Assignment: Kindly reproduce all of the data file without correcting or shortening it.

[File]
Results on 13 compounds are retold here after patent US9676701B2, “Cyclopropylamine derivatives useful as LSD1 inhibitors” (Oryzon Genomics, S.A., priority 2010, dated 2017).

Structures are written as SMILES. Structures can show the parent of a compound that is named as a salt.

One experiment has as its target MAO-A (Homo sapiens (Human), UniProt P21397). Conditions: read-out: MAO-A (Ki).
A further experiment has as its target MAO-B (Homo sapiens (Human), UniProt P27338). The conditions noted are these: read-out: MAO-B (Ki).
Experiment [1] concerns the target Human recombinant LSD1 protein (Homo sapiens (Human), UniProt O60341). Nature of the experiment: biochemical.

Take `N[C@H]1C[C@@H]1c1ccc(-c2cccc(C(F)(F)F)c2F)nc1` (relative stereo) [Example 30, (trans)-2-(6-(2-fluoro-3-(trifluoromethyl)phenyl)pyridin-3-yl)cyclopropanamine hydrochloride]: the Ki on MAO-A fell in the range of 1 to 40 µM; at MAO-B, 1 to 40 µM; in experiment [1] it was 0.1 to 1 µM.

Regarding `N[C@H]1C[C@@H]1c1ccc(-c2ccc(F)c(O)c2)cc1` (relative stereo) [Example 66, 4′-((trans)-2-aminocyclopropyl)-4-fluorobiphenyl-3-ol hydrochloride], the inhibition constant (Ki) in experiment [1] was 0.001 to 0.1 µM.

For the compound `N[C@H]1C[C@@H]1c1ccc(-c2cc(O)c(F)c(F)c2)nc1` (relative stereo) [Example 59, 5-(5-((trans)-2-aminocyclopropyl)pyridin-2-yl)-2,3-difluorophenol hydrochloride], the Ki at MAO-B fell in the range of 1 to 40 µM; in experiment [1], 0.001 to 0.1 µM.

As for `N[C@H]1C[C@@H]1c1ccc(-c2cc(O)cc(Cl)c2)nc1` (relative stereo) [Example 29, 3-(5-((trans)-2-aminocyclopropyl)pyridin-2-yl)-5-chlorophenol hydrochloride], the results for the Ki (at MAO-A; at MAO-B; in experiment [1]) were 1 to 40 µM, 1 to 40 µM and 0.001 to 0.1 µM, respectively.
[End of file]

Results on 13 compounds are retold here after patent US9676701B2, “Cyclopropylamine derivatives useful as LSD1 inhibitors” (Oryzon Genomics, S.A., priority 2010, dated 2017).

Structures are written as SMILES. Structures can show the parent of a compound that is named as a salt.

One experiment has as its target MAO-A (Homo sapiens (Human), UniProt P21397). Conditions: read-out: MAO-A (Ki).
A further experiment has as its target MAO-B (Homo sapiens (Human), UniProt P27338). The conditions noted are these: read-out: MAO-B (Ki).
Experiment [1] concerns the target Human recombinant LSD1 protein (Homo sapiens (Human), UniProt O60341). Nature of the experiment: biochemical.

Take `N[C@H]1C[C@@H]1c1ccc(-c2cccc(C(F)(F)F)c2F)nc1` (relative stereo) [Example 30, (trans)-2-(6-(2-fluoro-3-(trifluoromethyl)phenyl)pyridin-3-yl)cyclopropanamine hydrochloride]: the Ki on MAO-A fell in the range of 1 to 40 µM; at MAO-B, 1 to 40 µM; in experiment [1] it was 0.1 to 1 µM.

Regarding `N[C@H]1C[C@@H]1c1ccc(-c2ccc(F)c(O)c2)cc1` (relative stereo) [Example 66, 4′-((trans)-2-aminocyclopropyl)-4-fluorobiphenyl-3-ol hydrochloride], the inhibition constant (Ki) in experiment [1] was 0.001 to 0.1 µM.

For the compound `N[C@H]1C[C@@H]1c1ccc(-c2cc(O)c(F)c(F)c2)nc1` (relative stereo) [Example 59, 5-(5-((trans)-2-aminocyclopropyl)pyridin-2-yl)-2,3-difluorophenol hydrochloride], the Ki at MAO-B fell in the range of 1 to 40 µM; in experiment [1], 0.001 to 0.1 µM.

As for `N[C@H]1C[C@@H]1c1ccc(-c2cc(O)cc(Cl)c2)nc1` (relative stereo) [Example 29, 3-(5-((trans)-2-aminocyclopropyl)pyridin-2-yl)-5-chlorophenol hydrochloride], the results for the Ki (at MAO-A; at MAO-B; in experiment [1]) were 1 to 40 µM, 1 to 40 µM and 0.001 to 0.1 µM, respectively.